It’s hard not to contrast this new production of Aeschylus’ trilogy with that from the Almeida – acclaimed and transferred to the West End. But Rory Mullarkey’s adaptation has its own aims. A more literal translation of the story, miraculously condensed and painfully blunt, it focuses obsessively and powerfully on the theme of justice. For all the Almeida’s contemporary touches, Mullarkey’s version is the riskier. But unfortunately the plays, despite their universal themes and influences that echo especially loudly in Shakespeare’s Globe, come across as downright wacky.
There’s a great start, with a fluid chorus containing excellent actors. Hannah Clark’s costumes, with a nod to the geometric style of pre-classical Greek art, end up giving us a sixties-siren Clytemnestra that Katy Stephens performs marvellously. The modern score, by Mira Calix, will not be to every taste although it’s satisfyingly integral: Cassandra’s role is mostly sung, accompanied by a saxophone, and Naana Agyei-Ampadu won my admiration in the role even before she had to perform in a gold lamé swimsuit. Even a prophetess couldn’t have seen that one coming.
For the second play, there are strong performances from Joel MacCormack and Rosie Hilal, playing Orestes and Electra. Stephens’ return as a Biba-bitch is again strong, with a startling wardrobe malfunction. But director Adele Thomas’s camp touches start to get out of control. Cue the Furies, presented as something out of a horror film – it makes sense, I suppose, but the zombie twitching and grunting, admittedly light hearted, detracts from the powerful language. We’ve already had plenty of gore, the stage literally “blood carpeted”, and a Chamber of Horrors tableau Tussaud’s would be proud of. None of this compares favourably with Mullarkey’s text.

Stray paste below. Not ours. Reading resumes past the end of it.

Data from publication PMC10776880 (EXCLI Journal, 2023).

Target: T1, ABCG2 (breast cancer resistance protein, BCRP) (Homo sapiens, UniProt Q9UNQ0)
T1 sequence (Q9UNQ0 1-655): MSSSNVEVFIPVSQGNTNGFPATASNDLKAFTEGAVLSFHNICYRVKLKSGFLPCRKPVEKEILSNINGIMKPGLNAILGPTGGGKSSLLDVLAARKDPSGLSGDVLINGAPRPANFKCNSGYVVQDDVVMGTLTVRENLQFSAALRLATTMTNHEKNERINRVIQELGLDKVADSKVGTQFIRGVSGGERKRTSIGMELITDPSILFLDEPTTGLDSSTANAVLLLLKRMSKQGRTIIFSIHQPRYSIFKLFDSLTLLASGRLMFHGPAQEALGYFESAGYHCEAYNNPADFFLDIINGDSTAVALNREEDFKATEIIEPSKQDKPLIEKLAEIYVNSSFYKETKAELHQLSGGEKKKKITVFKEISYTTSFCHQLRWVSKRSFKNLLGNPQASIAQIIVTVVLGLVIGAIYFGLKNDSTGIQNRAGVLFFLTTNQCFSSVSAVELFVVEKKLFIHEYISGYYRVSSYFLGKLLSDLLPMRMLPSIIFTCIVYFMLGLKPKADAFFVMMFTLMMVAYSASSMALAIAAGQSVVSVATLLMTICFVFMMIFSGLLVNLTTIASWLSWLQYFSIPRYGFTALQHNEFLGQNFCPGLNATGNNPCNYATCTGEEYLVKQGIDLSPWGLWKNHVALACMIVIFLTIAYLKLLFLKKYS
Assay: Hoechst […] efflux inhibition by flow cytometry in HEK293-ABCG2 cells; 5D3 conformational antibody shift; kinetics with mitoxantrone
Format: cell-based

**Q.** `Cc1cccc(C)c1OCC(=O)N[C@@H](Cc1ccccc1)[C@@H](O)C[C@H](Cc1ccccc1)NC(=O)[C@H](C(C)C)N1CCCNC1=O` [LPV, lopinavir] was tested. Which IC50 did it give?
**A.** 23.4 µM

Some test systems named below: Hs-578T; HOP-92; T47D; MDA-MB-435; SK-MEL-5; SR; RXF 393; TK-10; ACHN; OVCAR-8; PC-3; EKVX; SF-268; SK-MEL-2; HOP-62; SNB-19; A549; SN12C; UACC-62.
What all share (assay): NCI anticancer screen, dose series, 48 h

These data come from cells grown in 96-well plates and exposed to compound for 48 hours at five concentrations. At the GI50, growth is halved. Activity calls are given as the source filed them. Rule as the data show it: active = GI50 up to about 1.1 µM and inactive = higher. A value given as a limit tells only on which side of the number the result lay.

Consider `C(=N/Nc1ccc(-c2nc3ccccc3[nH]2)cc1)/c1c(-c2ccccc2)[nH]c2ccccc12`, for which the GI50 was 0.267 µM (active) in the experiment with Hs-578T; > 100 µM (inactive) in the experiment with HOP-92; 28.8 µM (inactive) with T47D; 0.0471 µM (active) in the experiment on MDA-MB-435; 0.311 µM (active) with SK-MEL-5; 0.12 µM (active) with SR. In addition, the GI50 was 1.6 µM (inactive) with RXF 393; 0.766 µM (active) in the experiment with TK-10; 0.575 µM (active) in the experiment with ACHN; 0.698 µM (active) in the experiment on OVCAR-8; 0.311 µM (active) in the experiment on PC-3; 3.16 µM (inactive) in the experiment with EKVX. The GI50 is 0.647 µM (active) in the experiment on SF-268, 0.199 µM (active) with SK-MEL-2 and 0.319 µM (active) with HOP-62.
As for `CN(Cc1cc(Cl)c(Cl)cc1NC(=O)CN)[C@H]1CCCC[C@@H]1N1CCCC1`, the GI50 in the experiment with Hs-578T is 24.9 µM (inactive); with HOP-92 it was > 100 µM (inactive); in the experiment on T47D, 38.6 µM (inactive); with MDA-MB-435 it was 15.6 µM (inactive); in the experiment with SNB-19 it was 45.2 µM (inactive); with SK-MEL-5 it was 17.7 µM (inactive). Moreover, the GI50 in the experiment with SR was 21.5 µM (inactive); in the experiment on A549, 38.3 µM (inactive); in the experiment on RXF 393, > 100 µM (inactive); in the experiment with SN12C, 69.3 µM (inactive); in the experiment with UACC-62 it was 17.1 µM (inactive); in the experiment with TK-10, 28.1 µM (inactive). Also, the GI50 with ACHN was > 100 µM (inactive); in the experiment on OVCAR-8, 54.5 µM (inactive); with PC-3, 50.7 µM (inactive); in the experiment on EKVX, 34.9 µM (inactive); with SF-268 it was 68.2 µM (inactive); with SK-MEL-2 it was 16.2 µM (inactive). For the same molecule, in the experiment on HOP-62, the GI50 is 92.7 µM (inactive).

And on to the final play, peopled by “the gods, the ghosts, the monsters, the demons”, a combination that’s clearly too much for any audience’s good. It’s impossible to forget how odd this all is as drama: a lesson about the first ever murder trial, with a Goddess in charge. Athena is, strangely, as wooden as a statue that descends like something out of Spinal Tap. There’s an uneasy humour again… and even a giant golden phallus. Thomas’s embrace of the oddity a modern audience inevitably senses ultimately seems lazy, even if the cast works like mad.
Until 16 October 2015
Photo by Robert Day